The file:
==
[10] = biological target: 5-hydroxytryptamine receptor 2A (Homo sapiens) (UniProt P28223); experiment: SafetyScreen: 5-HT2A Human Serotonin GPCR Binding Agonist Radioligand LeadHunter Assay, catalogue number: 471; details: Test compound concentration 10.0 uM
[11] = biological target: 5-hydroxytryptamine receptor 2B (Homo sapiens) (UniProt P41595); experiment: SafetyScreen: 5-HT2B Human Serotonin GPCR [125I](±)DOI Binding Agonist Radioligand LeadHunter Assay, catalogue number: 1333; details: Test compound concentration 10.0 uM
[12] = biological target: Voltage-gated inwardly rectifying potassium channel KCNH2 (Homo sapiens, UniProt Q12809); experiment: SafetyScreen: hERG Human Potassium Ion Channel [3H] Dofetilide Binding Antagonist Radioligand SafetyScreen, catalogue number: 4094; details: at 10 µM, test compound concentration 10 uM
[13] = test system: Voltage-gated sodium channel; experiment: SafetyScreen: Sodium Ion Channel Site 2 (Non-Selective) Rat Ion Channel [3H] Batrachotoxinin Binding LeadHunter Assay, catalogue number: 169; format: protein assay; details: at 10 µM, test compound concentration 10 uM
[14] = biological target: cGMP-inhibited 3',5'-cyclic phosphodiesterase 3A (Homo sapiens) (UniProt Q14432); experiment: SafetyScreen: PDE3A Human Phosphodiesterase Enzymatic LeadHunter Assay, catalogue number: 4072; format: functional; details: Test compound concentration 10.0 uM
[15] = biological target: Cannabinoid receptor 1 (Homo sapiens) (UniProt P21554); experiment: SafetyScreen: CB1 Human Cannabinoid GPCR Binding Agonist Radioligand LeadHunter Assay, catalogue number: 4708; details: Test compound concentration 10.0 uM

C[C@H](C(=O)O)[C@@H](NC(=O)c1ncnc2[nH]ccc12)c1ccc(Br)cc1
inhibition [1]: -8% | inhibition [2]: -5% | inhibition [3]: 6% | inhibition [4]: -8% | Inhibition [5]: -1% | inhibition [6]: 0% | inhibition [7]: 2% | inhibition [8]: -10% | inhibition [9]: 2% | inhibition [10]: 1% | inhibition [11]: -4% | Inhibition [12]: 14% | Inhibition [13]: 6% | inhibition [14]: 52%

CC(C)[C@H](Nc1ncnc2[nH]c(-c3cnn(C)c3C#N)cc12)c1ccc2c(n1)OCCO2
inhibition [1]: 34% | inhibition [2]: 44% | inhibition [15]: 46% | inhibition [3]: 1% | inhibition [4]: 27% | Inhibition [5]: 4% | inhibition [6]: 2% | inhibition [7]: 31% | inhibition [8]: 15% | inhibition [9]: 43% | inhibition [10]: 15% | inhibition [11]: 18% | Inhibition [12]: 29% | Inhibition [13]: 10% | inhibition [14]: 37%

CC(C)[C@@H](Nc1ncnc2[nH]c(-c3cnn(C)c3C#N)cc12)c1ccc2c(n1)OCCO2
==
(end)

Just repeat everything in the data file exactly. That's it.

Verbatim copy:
[10] = biological target: 5-hydroxytryptamine receptor 2A (Homo sapiens) (UniProt P28223); experiment: SafetyScreen: 5-HT2A Human Serotonin GPCR Binding Agonist Radioligand LeadHunter Assay, catalogue number: 471; details: Test compound concentration 10.0 uM
[11] = biological target: 5-hydroxytryptamine receptor 2B (Homo sapiens) (UniProt P41595); experiment: SafetyScreen: 5-HT2B Human Serotonin GPCR [125I](±)DOI Binding Agonist Radioligand LeadHunter Assay, catalogue number: 1333; details: Test compound concentration 10.0 uM
[12] = biological target: Voltage-gated inwardly rectifying potassium channel KCNH2 (Homo sapiens, UniProt Q12809); experiment: SafetyScreen: hERG Human Potassium Ion Channel [3H] Dofetilide Binding Antagonist Radioligand SafetyScreen, catalogue number: 4094; details: at 10 µM, test compound concentration 10 uM
[13] = test system: Voltage-gated sodium channel; experiment: SafetyScreen: Sodium Ion Channel Site 2 (Non-Selective) Rat Ion Channel [3H] Batrachotoxinin Binding LeadHunter Assay, catalogue number: 169; format: protein assay; details: at 10 µM, test compound concentration 10 uM
[14] = biological target: cGMP-inhibited 3',5'-cyclic phosphodiesterase 3A (Homo sapiens) (UniProt Q14432); experiment: SafetyScreen: PDE3A Human Phosphodiesterase Enzymatic LeadHunter Assay, catalogue number: 4072; format: functional; details: Test compound concentration 10.0 uM
[15] = biological target: Cannabinoid receptor 1 (Homo sapiens) (UniProt P21554); experiment: SafetyScreen: CB1 Human Cannabinoid GPCR Binding Agonist Radioligand LeadHunter Assay, catalogue number: 4708; details: Test compound concentration 10.0 uM

C[C@H](C(=O)O)[C@@H](NC(=O)c1ncnc2[nH]ccc12)c1ccc(Br)cc1
inhibition [1]: -8% | inhibition [2]: -5% | inhibition [3]: 6% | inhibition [4]: -8% | Inhibition [5]: -1% | inhibition [6]: 0% | inhibition [7]: 2% | inhibition [8]: -10% | inhibition [9]: 2% | inhibition [10]: 1% | inhibition [11]: -4% | Inhibition [12]: 14% | Inhibition [13]: 6% | inhibition [14]: 52%

CC(C)[C@H](Nc1ncnc2[nH]c(-c3cnn(C)c3C#N)cc12)c1ccc2c(n1)OCCO2
inhibition [1]: 34% | inhibition [2]: 44% | inhibition [15]: 46% | inhibition [3]: 1% | inhibition [4]: 27% | Inhibition [5]: 4% | inhibition [6]: 2% | inhibition [7]: 31% | inhibition [8]: 15% | inhibition [9]: 43% | inhibition [10]: 15% | inhibition [11]: 18% | Inhibition [12]: 29% | Inhibition [13]: 10% | inhibition [14]: 37%

CC(C)[C@@H](Nc1ncnc2[nH]c(-c3cnn(C)c3C#N)cc12)c1ccc2c(n1)OCCO2